-Fun Facts About Brains
-Why the Genesis Story Was Metaphorically Correct
-Why Sigmund Freud Was Basically Correct
-Why Are We So Mean to Monkeys
-What If the Dino Extinction Supernova Annihilated Its Orbiting Worlds
-Computer Games Are Fun
-In the Future We Can Have Bigger Brains Thanks to C-Sections (eep)

Carl Sagan was quite the philosopher, and his passion for the universe and for public education comes through loud and clear. A skeptic and rationalist with a romantic, fantastic vision - for one so
Sep 04, 2018 added it

Sep 16, 2007 rated it did not like it
The copy of the book I got was published in 1977 and what isn't out of date is wrong. The subtitle is "Speculations on the evolution of human intelligence",
but little in the book is about that topic.

The book rambles from from one subject to another,
from cute drawings by everyone's favorite: M.C. Escher,
to the chemical composition of distant stars.

Perhaps the most interesting part is the chart that shows
Brain mass vs. Body weight.
On that chart moles rate quite highly.
Probably not the point
Dec 07, 2007 rated it it was amazing
A look into the evolution of the human mind. Sagan closes the first chapter giving the reader a perspective on their position in history: If the history of the universe was represented by our 12-month year, the history of mankind would exist in the last second of the last minute of December 31. Exploring the pains of childbirth, warring subhuman species, and simplified understandings of how the human brain works, "The Dragons of Eden" is written in a way that anyone can enjoy (it was a NY Times ...more
Parth Agrawal
Mar 21, 2017 rated it really liked it
"Science is only a Latin word for Knowledge and Knowledge is our destiny"- Carl Sagan

I'll be honest, initial 50 pages of the book gave me all the reasons to give up this and start anew. The credit goes to the biological backdrop of the book but with time, I realized that my age old belief of biology, being an enigma and a damp squib, was based on all wrong perceptions.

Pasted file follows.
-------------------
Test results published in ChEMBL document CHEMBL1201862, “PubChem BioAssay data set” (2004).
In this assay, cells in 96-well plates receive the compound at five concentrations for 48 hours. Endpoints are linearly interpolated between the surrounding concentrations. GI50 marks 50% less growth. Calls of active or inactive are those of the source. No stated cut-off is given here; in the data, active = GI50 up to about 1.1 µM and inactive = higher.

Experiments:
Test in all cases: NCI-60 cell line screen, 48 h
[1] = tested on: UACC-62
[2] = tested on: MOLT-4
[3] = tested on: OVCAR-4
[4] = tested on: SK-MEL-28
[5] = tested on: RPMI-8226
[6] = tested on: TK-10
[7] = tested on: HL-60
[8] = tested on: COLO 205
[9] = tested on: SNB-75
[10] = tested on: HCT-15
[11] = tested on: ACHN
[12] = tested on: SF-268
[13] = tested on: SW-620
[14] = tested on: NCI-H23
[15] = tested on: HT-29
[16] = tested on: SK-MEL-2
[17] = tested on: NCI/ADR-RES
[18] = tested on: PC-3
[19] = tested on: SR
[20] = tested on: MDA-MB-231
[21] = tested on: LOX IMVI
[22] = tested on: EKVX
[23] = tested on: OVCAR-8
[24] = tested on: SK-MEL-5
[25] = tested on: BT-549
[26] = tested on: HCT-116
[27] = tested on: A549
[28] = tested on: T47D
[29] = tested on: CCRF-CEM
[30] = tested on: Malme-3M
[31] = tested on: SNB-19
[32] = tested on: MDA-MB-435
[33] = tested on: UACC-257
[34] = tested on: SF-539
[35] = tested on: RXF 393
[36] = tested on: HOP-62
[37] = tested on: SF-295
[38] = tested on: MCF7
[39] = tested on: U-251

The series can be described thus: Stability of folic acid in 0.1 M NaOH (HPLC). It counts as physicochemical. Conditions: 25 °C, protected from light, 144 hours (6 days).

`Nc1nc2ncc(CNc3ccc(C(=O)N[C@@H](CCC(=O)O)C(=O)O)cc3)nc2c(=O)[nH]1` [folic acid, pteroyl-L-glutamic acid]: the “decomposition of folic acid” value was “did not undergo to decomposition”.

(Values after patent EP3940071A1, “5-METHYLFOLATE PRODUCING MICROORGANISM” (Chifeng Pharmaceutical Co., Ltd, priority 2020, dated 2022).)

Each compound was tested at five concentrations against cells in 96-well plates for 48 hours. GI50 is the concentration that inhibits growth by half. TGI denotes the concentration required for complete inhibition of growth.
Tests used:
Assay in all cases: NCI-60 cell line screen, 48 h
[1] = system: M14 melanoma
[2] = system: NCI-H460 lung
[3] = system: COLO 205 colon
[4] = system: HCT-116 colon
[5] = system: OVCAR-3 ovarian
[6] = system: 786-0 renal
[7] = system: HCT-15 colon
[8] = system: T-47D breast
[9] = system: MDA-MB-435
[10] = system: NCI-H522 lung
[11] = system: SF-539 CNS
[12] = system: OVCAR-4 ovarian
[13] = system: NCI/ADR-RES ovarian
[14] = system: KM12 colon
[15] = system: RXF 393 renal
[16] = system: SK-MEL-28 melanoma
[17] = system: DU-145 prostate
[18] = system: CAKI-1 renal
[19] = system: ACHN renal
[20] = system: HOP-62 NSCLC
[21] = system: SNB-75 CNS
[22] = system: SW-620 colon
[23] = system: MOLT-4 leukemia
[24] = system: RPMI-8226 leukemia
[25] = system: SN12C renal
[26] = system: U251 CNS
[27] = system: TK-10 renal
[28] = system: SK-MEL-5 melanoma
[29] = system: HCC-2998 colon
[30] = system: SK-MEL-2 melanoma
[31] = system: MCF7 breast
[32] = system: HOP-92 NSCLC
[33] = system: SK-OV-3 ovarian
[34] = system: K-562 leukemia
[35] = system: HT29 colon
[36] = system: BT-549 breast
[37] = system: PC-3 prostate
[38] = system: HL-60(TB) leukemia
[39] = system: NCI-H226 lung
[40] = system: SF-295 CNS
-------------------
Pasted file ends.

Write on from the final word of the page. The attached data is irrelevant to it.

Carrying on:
As the name suggests, the speculation on human intelligence by the author largely consists of the evolution of mankind from Homo
Kevin Kelsey
Feb 28, 2015 rated it really liked it  ·  review of another edition
Shelves: read-2015
Very good considering that Carl Sagan is writing outside of his field. Great speculations on the evolution of human/animal intelligence. Minus 1 star for being heavily outdated (originally published in 1977). I'll definitely be reading a more recent book on the same topic; written by a neuroscientist rather than an astrophysicist. ...more
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In 1934, scientist Carl Sagan was born in Brooklyn, N.Y. After earning bachelor and master's degrees at Cornell, Sagan earned a double doctorate at the University of Chicago in 1960. He became professor of astronomy and space science and director of the Laboratory for Planetary Studies at Cornell University, and co-founder of the Planetary Society. A great popularizer of science, Sagan produced th ...more